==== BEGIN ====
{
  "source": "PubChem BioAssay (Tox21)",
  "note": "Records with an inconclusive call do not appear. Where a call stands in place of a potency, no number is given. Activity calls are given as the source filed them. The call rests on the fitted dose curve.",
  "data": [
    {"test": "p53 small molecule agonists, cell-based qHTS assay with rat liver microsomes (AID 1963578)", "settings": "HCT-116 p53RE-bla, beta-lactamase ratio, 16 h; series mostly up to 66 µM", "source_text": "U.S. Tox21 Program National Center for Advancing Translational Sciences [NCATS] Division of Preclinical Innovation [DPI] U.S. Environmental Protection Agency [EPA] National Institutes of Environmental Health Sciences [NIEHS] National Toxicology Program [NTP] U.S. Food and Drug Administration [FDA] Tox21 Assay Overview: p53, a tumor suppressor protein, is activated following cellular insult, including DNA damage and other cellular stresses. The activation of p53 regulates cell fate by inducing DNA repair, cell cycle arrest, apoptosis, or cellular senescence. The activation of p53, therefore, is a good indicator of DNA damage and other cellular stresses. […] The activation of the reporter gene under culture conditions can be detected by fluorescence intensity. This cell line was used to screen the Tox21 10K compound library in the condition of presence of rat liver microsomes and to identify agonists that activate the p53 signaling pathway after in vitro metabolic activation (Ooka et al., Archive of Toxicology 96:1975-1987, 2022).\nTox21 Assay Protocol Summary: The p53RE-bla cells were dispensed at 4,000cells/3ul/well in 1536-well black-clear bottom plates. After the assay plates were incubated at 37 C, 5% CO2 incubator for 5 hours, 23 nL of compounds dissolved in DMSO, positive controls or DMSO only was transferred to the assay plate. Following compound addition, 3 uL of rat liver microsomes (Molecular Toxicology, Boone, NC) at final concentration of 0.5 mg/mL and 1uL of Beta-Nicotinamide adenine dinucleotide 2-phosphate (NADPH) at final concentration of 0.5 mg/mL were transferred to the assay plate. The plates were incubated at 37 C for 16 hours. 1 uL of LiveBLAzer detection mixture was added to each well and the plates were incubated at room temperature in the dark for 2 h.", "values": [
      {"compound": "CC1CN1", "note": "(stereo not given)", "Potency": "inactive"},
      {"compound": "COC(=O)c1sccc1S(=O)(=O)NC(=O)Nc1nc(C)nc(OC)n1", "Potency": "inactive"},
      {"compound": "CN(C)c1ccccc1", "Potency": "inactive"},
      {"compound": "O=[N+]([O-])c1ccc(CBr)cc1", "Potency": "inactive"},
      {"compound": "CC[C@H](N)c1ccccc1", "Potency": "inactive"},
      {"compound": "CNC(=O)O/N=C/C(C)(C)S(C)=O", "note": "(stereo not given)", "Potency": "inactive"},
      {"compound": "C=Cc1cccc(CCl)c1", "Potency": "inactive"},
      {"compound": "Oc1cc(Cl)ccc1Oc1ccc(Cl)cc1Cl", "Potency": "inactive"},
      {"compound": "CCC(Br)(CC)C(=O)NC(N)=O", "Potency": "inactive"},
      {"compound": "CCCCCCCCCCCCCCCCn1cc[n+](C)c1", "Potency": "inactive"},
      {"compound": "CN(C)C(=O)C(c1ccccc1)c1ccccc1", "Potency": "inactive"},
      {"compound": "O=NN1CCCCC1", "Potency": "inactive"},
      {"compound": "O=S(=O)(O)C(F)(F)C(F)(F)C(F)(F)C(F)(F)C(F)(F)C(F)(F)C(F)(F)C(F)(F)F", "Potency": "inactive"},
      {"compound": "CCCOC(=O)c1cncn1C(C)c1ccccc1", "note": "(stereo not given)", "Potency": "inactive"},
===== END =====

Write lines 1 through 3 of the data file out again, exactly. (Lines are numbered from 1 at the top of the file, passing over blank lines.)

{
  "source": "PubChem BioAssay (Tox21)",
  "note": "Records with an inconclusive call do not appear. Where a call stands in place of a potency, no number is given. Activity calls are given as the source filed them. The call rests on the fitted dose curve.",